ALGERNON SWINBURNE'S /Poems and ballads/: 150th anniversary conference - 29-30/07/2016 Cambridge
LUGAR/LOCATION/LUOGO: St John's College, (Cambridge, England)
INFO: web- email@example.com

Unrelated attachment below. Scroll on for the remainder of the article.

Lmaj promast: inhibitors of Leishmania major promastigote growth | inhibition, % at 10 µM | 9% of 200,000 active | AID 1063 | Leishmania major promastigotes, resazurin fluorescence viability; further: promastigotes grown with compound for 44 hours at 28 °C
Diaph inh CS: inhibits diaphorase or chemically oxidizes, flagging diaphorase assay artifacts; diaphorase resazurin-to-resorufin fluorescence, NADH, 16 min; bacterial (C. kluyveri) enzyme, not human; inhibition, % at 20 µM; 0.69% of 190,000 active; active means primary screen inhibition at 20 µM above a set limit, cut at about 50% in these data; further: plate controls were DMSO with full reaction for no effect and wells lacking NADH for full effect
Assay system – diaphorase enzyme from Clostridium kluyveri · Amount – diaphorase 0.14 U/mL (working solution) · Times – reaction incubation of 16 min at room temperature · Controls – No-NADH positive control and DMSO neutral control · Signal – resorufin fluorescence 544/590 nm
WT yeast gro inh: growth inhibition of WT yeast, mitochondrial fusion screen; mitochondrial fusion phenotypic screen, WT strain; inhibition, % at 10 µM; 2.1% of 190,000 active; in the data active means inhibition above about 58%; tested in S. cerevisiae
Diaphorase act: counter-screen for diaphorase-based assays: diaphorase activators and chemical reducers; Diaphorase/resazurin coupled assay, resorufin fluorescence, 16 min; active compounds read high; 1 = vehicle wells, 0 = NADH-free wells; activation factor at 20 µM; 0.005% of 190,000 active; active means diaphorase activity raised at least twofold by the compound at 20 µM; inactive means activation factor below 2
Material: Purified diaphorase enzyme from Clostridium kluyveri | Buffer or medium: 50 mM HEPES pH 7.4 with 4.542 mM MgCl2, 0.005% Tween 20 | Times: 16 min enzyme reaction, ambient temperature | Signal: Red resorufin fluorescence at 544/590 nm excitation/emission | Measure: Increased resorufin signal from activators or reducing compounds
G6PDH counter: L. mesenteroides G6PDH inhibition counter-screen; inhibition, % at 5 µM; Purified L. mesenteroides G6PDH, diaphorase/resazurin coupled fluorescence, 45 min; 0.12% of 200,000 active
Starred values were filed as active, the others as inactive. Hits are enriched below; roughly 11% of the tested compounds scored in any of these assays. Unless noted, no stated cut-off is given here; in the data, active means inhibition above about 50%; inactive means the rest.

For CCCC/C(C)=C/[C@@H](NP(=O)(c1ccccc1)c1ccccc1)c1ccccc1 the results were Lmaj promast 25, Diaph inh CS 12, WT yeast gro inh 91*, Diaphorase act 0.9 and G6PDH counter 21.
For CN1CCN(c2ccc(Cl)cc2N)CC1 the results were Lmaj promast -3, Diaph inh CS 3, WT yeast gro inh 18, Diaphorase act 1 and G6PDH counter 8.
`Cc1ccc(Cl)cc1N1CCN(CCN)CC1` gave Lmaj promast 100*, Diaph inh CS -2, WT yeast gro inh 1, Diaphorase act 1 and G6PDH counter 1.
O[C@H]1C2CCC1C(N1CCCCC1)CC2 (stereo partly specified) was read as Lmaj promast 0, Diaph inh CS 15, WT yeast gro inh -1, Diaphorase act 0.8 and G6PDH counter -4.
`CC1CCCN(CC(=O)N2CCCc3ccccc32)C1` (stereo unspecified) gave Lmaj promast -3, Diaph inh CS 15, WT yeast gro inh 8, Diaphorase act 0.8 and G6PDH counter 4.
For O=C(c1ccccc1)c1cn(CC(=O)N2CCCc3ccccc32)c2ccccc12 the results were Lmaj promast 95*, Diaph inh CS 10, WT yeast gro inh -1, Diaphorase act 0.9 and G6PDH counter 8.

William Michael Rossetti writes in his defence of Swinburne’s /Poems and Ballads/ that 'If Shelley is "the poet for poets", Swinburne might not unaptly be termed "the poet for poetic students"'. A century and a half later, Swinburne’s poetry continues to prove divisive for readers. While few fail to recognise Swinburne’s technical achievement, technique remains a central area of controversy: students of poetry continue to wrestle with the status of Swinburne as the 'prosodist magician'. This conference proposes further consideration of Swinburne’s achievement. By focusing on his most notorious work, we aim to foster new ways of thinking about the significance of this collection to the development of English poetry during a period of staggering metrical experimentation. It is for this reason that we are soliciting papers which look first and foremost to questions of form, style, genre, and technique. Possible guiding questions for papers include, but are not limited to, the following: - - How stable are the conventions of genre (the link between lyric and subjectivity, for example, or between epic and empire) over time? - - What can renewed attention to /Poems and Ballads/ teach us about Swinburne’s apprenticeship to poets such as Sappho, Catullus, Baudelaire, Shelley, and the troubadours, and his interest in medieval forms? - - How did /Poems and Ballads/ influence subsequent generations of poets as diverse as Hardy and Hopkins, Yeats and the Rhymers’ Club, H.D. and Eliot, Veronica Forrest-Thomson and Dylan Thomas? - - In what sense might /Poems and Ballads/ present a 'crisis' in the lyric mode? - - How far can /Poems and Ballads/ be considered a test-case for the existence of the 'Pre-Raphaelite' poem? - - How do the poetic techniques of /Poems and Ballads/ engage questions of religion and theology, secularity and anti-theism? - - What can we learn about form and genre from the discussions of /Poems and Ballads/ in the period, by both canonical critics and the popular press? - - What is the significance of imitation and translation for the forms, genres, and metres of /Poems and Ballads/ and subsequent responses to it? - - What influence did parallel developments of poetic genre in other European countries have on /Poems and Ballads/? - - What is the significance of this collection for /fin de siècle/, modernist, feminist or queer receptions? - - What is the function of poetic translation in Swinburne’s 1866 poems? - - Are there unique formal features of erotic poetry (that of Swinburne, for example) that suggest a challenge to social norms?